Cassidy married Sue Shifrin on March 30, 1991, his third and her second marriage. They had one child, Beau, in 1991. In August 2013, Cassidy's Los Angeles publicist confirmed that the couple was separated, with Shifrin filing for divorce in February 2014.

Cassidy has lived in Fort Lauderdale, Florida, since 2002. He filed for bankruptcy in 2015.

In 2008, Cassidy publicly admitted he had an alcohol problem. He was arrested for driving under the influence in Florida on November 3, 2010, and was arrested for DUI a second time in Schodack, New York, in the early hours of August 21, 2013. He was pulled over after failing to dim his headlights as he passed a police car going in the opposite direction. After performing poorly on a field sobriety test, Cassidy was subjected to an alcohol breath test, returning a blood alcohol level of 0.10%, which is above the New York legal limit of 0.08%. The arresting officer, named Tom Jones, reported that Cassidy was polite and courteous, and jokingly asked officer Jones "What's New Pussycat?" in reference to the 1965 hit song by the singer Tom Jones. Cassidy was subsequently charged, taken to jail, and released several hours later on $2,500 bail. He faced felony charges because of his prior DUI in Florida in 2010. On May 12, 2015, Cassidy was sentenced, on the charge of driving while intoxicated from 2013 in New York, to community service, a fine, and other consequences, including a suspended license for six months.

Cassidy was arrested on suspicion of DUI in California on January 10, 2014, after he made an illegal right turn against a red light. He was held overnight in jail. In that case, he was ordered to go to inpatient rehabilitation and was put on probation for five years.

Cassidy was cited in Fort Lauderdale, Florida, on charges of leaving the scene of a car accident, expired tags, improper lane change, and driving on a suspended license (his license was suspended for six months in May 2015 as part of his sentencing in the New York case) on September 9, 2015.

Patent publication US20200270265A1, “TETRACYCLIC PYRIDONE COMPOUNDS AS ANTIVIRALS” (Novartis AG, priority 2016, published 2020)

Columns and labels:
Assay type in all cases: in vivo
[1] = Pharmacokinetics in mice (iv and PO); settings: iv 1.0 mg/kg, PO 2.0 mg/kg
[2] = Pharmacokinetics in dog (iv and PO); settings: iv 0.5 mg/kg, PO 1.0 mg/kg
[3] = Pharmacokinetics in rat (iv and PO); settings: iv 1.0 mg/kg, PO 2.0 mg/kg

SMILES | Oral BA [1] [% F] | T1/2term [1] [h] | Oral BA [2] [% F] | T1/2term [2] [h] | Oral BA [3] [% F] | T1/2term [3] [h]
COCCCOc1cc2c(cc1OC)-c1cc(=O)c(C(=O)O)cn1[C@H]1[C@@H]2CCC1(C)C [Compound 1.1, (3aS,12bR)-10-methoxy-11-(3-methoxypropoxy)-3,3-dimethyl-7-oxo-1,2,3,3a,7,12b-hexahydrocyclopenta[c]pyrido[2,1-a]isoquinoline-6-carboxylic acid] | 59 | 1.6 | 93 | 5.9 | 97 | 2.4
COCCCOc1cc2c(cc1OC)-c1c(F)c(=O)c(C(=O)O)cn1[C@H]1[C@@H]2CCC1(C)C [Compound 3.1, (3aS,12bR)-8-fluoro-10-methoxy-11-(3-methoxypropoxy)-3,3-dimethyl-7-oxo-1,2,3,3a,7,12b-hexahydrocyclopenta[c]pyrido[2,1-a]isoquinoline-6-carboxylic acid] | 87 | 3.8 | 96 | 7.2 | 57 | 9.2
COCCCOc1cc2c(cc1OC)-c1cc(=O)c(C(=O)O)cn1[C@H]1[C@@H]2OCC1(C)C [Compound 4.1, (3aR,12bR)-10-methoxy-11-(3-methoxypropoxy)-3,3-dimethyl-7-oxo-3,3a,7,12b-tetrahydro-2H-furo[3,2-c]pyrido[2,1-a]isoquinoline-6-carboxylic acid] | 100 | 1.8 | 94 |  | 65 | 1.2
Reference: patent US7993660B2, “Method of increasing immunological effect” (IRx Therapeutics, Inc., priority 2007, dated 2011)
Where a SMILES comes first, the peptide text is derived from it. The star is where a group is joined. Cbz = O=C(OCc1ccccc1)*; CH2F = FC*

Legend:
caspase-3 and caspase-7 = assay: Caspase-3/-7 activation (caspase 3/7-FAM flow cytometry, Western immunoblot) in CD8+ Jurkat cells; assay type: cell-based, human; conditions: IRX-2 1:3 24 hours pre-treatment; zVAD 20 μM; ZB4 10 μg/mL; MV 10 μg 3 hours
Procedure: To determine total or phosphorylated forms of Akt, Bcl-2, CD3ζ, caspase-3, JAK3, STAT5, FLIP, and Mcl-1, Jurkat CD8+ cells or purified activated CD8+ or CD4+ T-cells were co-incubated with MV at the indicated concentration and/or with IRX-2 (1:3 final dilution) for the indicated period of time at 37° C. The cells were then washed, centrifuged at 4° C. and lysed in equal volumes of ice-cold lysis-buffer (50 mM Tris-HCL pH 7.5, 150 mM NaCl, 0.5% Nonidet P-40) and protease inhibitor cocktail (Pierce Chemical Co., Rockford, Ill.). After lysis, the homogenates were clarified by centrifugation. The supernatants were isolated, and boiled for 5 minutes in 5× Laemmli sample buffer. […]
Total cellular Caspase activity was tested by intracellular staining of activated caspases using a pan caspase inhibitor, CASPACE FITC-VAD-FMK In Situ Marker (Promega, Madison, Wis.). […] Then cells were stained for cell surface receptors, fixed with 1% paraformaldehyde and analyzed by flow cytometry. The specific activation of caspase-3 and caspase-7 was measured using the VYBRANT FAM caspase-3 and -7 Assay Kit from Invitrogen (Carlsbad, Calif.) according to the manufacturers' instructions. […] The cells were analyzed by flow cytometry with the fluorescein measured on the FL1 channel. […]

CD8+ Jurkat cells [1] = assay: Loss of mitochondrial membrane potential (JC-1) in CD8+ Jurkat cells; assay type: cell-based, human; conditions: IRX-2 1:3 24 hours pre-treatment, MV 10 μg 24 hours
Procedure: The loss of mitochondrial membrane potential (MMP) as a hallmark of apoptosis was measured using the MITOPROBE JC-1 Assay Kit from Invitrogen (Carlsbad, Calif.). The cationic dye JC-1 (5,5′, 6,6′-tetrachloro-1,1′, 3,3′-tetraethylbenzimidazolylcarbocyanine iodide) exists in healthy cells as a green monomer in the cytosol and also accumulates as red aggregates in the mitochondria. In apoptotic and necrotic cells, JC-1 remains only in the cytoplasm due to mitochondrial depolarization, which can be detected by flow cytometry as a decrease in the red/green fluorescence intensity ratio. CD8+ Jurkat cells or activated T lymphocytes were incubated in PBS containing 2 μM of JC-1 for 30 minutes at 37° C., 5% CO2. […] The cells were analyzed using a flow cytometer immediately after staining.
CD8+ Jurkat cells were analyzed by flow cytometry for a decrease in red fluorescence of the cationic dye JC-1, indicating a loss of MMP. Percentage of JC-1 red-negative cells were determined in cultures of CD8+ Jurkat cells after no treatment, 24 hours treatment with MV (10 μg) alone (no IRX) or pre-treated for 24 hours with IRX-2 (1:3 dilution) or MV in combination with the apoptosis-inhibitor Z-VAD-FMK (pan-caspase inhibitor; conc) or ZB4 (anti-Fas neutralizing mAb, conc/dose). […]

Activism

In 2011, Cassidy recorded a public service announcement for Alzheimer's disease research and prevention—due to his mother, Evelyn Ward, having the condition—and said that he will campaign that cause whenever possible. He planned to address Congress in 2012.

Cassidy is a long-time registered Democrat. During a 2012 guest appearance on The Colbert Report he expressed his views on the leading Republican candidates for president Mitt Romney and Newt Gingrich. Cassidy stated, "I believe the both of them are the most embarrassing, sad, pathetic... I mean, really, this is the best we can do?"

Health

Cassidy announced on February 20, 2017, that he is living with dementia. He said he would retire from performing in 2017.

Portrayals in media

In 1999, ABC produced a television movie biography based on The Partridge Family entitled Come On Get Happy: The Partridge Family Story based on former co-star Danny Bonaduce's account behind the popular series and personal life regarding Cassidy and him. Cassidy was portrayed by Rodney Scott and Bonaduce was portrayed by Shawn Pyfrom.

On January 9, 2000, NBC premiered a television movie based on the life and short-lived success of Cassidy entitled The David Cassidy Story. While the former TV biopic focuses on both Bonaduce and Cassidy's personal lives, this television film focused mainly on Cassidy's rise to fame and unconventional early life. In this film, Cassidy is portrayed by Andrew Kavovit.

In September 2011, Anchor Books released the novel I Think I Love You by Welsh journalist Allison Pearson. Spanning 20 years, it chronicles Petra, a 13-year-old Welsh girl at the beginning of the book, who is infatuated with David Cassidy and then jumps to Petra's middle-aged years, when she has a chance to meet Cassidy.

References

David Cassidy Wikipedia